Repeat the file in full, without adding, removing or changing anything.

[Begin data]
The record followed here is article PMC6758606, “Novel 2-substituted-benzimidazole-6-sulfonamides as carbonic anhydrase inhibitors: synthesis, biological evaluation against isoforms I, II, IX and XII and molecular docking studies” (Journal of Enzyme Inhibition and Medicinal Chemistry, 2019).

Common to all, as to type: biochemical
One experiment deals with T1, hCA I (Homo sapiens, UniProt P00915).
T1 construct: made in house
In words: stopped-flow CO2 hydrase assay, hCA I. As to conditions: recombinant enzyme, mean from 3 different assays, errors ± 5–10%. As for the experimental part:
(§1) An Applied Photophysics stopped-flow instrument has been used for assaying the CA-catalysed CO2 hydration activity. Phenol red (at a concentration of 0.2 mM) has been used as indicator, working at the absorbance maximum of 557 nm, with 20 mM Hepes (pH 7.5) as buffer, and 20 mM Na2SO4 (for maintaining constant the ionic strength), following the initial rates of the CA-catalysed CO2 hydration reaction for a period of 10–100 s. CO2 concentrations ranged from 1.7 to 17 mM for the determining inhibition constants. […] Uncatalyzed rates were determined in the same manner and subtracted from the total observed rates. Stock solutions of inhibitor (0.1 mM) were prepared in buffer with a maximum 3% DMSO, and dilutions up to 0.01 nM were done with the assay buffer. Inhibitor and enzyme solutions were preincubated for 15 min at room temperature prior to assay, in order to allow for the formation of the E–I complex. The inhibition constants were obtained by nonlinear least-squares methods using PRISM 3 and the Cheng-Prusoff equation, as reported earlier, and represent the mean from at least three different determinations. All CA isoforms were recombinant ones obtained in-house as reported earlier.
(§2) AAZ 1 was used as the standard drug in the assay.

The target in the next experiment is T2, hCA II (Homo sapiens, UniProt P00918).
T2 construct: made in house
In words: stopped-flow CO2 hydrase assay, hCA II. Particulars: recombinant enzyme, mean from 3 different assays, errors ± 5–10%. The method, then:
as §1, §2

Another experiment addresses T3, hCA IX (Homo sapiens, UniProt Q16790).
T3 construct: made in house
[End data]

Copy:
The record followed here is article PMC6758606, “Novel 2-substituted-benzimidazole-6-sulfonamides as carbonic anhydrase inhibitors: synthesis, biological evaluation against isoforms I, II, IX and XII and molecular docking studies” (Journal of Enzyme Inhibition and Medicinal Chemistry, 2019).

Common to all, as to type: biochemical
One experiment deals with T1, hCA I (Homo sapiens, UniProt P00915).
T1 construct: made in house
In words: stopped-flow CO2 hydrase assay, hCA I. As to conditions: recombinant enzyme, mean from 3 different assays, errors ± 5–10%. As for the experimental part:
(§1) An Applied Photophysics stopped-flow instrument has been used for assaying the CA-catalysed CO2 hydration activity. Phenol red (at a concentration of 0.2 mM) has been used as indicator, working at the absorbance maximum of 557 nm, with 20 mM Hepes (pH 7.5) as buffer, and 20 mM Na2SO4 (for maintaining constant the ionic strength), following the initial rates of the CA-catalysed CO2 hydration reaction for a period of 10–100 s. CO2 concentrations ranged from 1.7 to 17 mM for the determining inhibition constants. […] Uncatalyzed rates were determined in the same manner and subtracted from the total observed rates. Stock solutions of inhibitor (0.1 mM) were prepared in buffer with a maximum 3% DMSO, and dilutions up to 0.01 nM were done with the assay buffer. Inhibitor and enzyme solutions were preincubated for 15 min at room temperature prior to assay, in order to allow for the formation of the E–I complex. The inhibition constants were obtained by nonlinear least-squares methods using PRISM 3 and the Cheng-Prusoff equation, as reported earlier, and represent the mean from at least three different determinations. All CA isoforms were recombinant ones obtained in-house as reported earlier.
(§2) AAZ 1 was used as the standard drug in the assay.

The target in the next experiment is T2, hCA II (Homo sapiens, UniProt P00918).
T2 construct: made in house
In words: stopped-flow CO2 hydrase assay, hCA II. Particulars: recombinant enzyme, mean from 3 different assays, errors ± 5–10%. The method, then:
as §1, §2

Another experiment addresses T3, hCA IX (Homo sapiens, UniProt Q16790).
T3 construct: made in house